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Creating a Stepfamily

And then there were five.

At the beginning of February, my husband and I had a baby. The reason that makes us a family of five is that he has two other sons, my stepsons, who are 7 and 9 years old. They are my bonus children, the ones who made me feel like a parent. We are lucky to have three boys now; we are a stepfamily full of love.

I have previously written about my experiences being part of a stepfamily, both as a stepdaughter and a stepmom, but things evolved further with the addition of Lucas on February 4, 2023. My stepsons now have a half-brother. The dynamic has changed, but my love for my stepsons has not. I worried they might think that I favor the new baby because he is “mine,” but actually, I only feel closer to my stepsons than I did before Lucas was born. We are now linked together by blood through Lucas and are more of a family than ever. And honestly, they will always be the first babies in my heart. They made me a “mom,” because I cared for them like a mother for years before Lucas, and they made me understand the love between a caregiver and a child. They will also hold a special place in my heart because we chose to love each other and have a close relationship. It wasn’t just something they were born into. It was important to me that they know that even though a new baby demands a lot of attention, it doesn’t mean they are less important to me. My oldest stepson, Zach, spends time researching baby milestones and development; he worries when his baby brother cries and tries to figure out why he’s upset; he likes picking out the outfit Lucas wears in the morning and plays him lullabies on YouTube to try to get him to sleep. My younger stepson, Kyle, wasn’t that interested in his new brother at first. It’s hard to suddenly become the middle child when you love attention and are used to being the baby. But over the past several months, he has started taking an interest, asking to push his stroller, and saying how cute the baby is. He smiles across the room at his baby brother when he comes with us to Kyle’s jiu-jitsu practice or swimming lessons. I can understand there are always some mixed feelings for kids when a new baby enters the picture, so I would understand if neither of them felt overly positive about having him around, but it’s incredible to see them be so excited to have him as part of the family.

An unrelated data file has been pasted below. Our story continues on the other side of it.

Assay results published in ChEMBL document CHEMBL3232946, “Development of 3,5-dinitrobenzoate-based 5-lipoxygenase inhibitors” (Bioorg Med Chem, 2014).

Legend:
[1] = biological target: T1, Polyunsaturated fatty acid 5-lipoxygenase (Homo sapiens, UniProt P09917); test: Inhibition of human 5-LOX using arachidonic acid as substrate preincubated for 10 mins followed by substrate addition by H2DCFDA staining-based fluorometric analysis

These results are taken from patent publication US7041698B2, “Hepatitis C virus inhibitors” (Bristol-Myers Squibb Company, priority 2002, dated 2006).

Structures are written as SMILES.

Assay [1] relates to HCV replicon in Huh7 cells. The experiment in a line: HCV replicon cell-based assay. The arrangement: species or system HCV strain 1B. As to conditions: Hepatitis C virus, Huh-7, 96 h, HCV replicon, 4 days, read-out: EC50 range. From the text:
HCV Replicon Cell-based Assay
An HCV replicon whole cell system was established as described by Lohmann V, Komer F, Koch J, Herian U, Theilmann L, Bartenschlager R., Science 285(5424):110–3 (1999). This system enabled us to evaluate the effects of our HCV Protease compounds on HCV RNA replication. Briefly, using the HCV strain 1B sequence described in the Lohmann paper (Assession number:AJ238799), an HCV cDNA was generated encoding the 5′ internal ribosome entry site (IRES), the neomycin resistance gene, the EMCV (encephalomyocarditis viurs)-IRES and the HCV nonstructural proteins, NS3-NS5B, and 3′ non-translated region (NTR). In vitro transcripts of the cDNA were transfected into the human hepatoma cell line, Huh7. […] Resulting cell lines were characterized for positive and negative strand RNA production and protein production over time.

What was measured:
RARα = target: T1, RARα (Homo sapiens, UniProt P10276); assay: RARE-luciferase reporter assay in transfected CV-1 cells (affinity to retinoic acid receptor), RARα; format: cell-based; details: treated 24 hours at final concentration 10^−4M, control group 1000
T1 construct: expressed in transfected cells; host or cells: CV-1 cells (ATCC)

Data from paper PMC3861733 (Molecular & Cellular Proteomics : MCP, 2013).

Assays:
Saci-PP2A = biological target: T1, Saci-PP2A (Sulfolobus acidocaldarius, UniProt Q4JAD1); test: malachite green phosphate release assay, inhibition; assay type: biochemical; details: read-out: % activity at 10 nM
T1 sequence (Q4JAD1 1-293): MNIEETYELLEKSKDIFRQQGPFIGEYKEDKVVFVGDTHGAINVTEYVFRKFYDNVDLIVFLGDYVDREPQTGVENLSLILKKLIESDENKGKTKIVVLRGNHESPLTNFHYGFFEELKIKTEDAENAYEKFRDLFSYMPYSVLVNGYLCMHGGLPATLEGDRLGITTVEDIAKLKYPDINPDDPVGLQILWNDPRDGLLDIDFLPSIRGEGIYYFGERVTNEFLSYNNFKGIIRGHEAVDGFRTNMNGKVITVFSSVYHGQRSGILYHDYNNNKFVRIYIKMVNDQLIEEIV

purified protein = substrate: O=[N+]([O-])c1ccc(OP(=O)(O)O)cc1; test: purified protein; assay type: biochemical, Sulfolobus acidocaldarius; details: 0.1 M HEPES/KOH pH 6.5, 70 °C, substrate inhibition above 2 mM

That is what my stepfamily looks like. I am pretty involved in my stepsons’ lives; I care for them as a parent would. I have always been adamant with my husband about sharing parental responsibilities with him when they’re in our home (which is 50% of the time). I bring them to school, make lunches, put them to bed at night, and even discipline them when necessary – alongside my husband, who is an incredible father to all three boys and very involved in caring for all of them. It was important to me that we all be a family. That is the only way I could imagine being a stepmom. But I have learned there are a lot of different ways to be a stepmom and a stepfamily, and none of them are wrong. It’s all about what works for you in your journey, and it can be a difficult one to navigate. It takes time to find your role as a stepparent and in a stepfamily. A statistic I have heard is that it takes seven years to truly blend a family. I’m only in year three, going on four right now, but already things have gotten so much more comfortable, easy, and happy.